The Children's Research Institute
Board of Visitor's Personalized Cancer Research Program
The Center for Cancer and Immunology Research (CCIR) was very fortunate to receive a $600,000 grant from our Board of Visitors (BOV). Drs. Zheng and Liu develop an infrastructure for research on new cancer therapies that are tailored for our patients undergoing cancer treatment at Children’s National. This infrastructure has provided us with the capacity to obtain cancer and normal tissue samples from each of the children seen in our pediatric oncology center, to isolate genetic materials for analysis, and to perform gene sequencing. Traditionally, cancer treatment regimens have been selected based on broadly identified types of cancer or based on the location of the cancer cells, i.e. within an organ or tissue types. However, it is now realized that broad cancer groups are composed of smaller subsets with distinct genetic signatures. It is increasingly important to treat childhood cancer patients based on the molecular alterations found within an individual cancer. At the same time, it is increasingly clear that for the current drugs that are given to patients, both efficacy and adverse effects will be affected by individual’s genetic makeup. Many studies have revealed that genetic polymorphisms of normal tissues affect how quickly drugs are metabolized into active forms, where they are distributed in the body, and to what extent they produce toxic byproducts. By using the new sequencing technology, Dr. Dome and his colleagues will identify many individualized genetic changes and test experimentally how these changes may affect drug metabolism. This information will be used to adjust the drug dosing to ensure optimal therapeutic effect with minimal toxicity.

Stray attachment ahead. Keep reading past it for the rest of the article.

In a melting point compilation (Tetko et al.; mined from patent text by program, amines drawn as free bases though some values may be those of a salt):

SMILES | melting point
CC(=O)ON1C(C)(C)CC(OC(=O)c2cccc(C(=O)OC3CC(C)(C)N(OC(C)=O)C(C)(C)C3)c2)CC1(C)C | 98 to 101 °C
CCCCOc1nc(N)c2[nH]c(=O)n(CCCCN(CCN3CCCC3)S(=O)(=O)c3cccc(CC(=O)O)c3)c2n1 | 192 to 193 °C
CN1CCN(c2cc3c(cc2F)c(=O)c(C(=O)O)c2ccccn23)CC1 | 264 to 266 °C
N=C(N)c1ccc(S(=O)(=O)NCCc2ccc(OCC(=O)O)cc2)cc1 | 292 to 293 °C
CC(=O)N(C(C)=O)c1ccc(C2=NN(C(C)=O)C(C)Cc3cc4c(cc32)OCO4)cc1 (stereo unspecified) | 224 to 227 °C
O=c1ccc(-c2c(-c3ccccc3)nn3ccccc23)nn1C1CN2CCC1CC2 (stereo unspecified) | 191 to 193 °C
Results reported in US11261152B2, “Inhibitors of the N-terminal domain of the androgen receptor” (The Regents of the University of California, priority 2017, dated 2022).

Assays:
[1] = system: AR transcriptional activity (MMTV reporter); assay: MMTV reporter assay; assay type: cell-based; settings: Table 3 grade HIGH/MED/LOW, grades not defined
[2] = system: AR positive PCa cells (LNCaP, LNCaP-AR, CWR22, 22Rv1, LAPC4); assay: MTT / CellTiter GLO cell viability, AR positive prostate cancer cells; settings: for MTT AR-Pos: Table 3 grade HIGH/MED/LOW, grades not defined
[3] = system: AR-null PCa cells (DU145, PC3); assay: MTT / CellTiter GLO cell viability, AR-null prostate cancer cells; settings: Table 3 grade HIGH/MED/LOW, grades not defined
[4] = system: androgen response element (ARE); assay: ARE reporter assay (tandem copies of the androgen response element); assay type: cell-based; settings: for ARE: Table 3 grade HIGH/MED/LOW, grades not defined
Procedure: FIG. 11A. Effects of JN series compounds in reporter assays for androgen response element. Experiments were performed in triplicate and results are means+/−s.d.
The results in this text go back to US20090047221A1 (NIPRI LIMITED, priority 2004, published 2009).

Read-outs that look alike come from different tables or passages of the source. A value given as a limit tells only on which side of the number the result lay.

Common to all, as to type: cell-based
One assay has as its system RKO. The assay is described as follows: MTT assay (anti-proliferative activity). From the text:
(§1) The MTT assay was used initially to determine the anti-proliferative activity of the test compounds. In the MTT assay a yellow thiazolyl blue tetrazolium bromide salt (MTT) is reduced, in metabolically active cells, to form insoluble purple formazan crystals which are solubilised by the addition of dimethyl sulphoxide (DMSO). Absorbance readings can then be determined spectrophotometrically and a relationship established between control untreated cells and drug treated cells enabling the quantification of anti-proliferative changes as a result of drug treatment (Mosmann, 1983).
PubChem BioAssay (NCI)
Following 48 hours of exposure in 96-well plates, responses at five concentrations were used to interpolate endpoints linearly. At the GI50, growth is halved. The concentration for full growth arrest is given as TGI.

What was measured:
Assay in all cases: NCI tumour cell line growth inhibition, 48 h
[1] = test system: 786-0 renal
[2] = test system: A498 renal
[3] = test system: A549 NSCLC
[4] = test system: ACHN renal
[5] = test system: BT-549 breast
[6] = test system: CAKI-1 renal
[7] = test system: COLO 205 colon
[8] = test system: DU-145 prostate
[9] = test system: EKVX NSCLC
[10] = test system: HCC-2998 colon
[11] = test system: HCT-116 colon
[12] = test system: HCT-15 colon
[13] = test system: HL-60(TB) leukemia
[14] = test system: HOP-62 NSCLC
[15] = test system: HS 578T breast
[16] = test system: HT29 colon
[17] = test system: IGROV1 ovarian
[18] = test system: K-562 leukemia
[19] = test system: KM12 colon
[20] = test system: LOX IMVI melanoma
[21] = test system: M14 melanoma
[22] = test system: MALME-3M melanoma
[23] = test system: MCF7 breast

With the development of a novel leukemia model in the Drosophila, Dr. Han has will develop a personalized Drosophila cancer model in which the driver mutations in cancer patients will be used to establish a cancer model. Because of its rapid cancer progression, this model can be used to test the drug response and resistance of the cancer developed in the model system, and screen for all existing drug for their potential therapeutic benefit for the specific cancer.
Investigators involved in this program:
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